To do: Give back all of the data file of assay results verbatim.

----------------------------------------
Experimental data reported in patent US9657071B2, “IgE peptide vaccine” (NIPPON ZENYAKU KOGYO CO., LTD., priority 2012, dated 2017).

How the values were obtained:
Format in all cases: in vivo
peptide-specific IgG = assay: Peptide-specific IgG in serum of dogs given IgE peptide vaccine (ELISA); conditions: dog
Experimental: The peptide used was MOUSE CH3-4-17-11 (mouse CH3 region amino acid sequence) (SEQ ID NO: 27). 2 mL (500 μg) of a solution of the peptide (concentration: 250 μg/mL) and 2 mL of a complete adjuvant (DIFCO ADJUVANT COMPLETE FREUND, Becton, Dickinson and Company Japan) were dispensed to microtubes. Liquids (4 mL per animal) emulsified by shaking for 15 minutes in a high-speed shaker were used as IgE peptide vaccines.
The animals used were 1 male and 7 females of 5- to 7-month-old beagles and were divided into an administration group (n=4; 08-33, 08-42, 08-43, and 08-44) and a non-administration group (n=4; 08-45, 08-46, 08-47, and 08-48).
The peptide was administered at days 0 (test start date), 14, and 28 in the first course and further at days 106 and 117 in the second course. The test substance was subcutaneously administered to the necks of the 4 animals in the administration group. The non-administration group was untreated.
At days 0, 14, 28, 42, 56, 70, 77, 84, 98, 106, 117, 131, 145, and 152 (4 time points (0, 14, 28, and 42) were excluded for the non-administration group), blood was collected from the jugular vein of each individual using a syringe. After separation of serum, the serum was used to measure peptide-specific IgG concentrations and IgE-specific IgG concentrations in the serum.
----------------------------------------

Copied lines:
Experimental data reported in patent US9657071B2, “IgE peptide vaccine” (NIPPON ZENYAKU KOGYO CO., LTD., priority 2012, dated 2017).

How the values were obtained:
Format in all cases: in vivo
peptide-specific IgG = assay: Peptide-specific IgG in serum of dogs given IgE peptide vaccine (ELISA); conditions: dog
Experimental: The peptide used was MOUSE CH3-4-17-11 (mouse CH3 region amino acid sequence) (SEQ ID NO: 27). 2 mL (500 μg) of a solution of the peptide (concentration: 250 μg/mL) and 2 mL of a complete adjuvant (DIFCO ADJUVANT COMPLETE FREUND, Becton, Dickinson and Company Japan) were dispensed to microtubes. Liquids (4 mL per animal) emulsified by shaking for 15 minutes in a high-speed shaker were used as IgE peptide vaccines.
The animals used were 1 male and 7 females of 5- to 7-month-old beagles and were divided into an administration group (n=4; 08-33, 08-42, 08-43, and 08-44) and a non-administration group (n=4; 08-45, 08-46, 08-47, and 08-48).
The peptide was administered at days 0 (test start date), 14, and 28 in the first course and further at days 106 and 117 in the second course. The test substance was subcutaneously administered to the necks of the 4 animals in the administration group. The non-administration group was untreated.
At days 0, 14, 28, 42, 56, 70, 77, 84, 98, 106, 117, 131, 145, and 152 (4 time points (0, 14, 28, and 42) were excluded for the non-administration group), blood was collected from the jugular vein of each individual using a syringe. After separation of serum, the serum was used to measure peptide-specific IgG concentrations and IgE-specific IgG concentrations in the serum.